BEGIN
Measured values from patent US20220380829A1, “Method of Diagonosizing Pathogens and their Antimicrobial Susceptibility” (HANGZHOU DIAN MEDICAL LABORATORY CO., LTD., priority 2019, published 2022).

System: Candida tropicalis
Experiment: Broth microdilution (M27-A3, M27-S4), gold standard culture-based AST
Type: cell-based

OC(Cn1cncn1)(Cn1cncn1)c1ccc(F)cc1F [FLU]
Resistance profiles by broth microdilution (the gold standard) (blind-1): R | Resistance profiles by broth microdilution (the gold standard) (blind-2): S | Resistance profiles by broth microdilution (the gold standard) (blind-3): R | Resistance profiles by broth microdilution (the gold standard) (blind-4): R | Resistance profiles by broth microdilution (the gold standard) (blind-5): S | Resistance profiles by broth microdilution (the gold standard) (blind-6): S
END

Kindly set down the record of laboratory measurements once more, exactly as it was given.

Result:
Measured values from patent US20220380829A1, “Method of Diagonosizing Pathogens and their Antimicrobial Susceptibility” (HANGZHOU DIAN MEDICAL LABORATORY CO., LTD., priority 2019, published 2022).

System: Candida tropicalis
Experiment: Broth microdilution (M27-A3, M27-S4), gold standard culture-based AST
Type: cell-based

OC(Cn1cncn1)(Cn1cncn1)c1ccc(F)cc1F [FLU]
Resistance profiles by broth microdilution (the gold standard) (blind-1): R | Resistance profiles by broth microdilution (the gold standard) (blind-2): S | Resistance profiles by broth microdilution (the gold standard) (blind-3): R | Resistance profiles by broth microdilution (the gold standard) (blind-4): R | Resistance profiles by broth microdilution (the gold standard) (blind-5): S | Resistance profiles by broth microdilution (the gold standard) (blind-6): S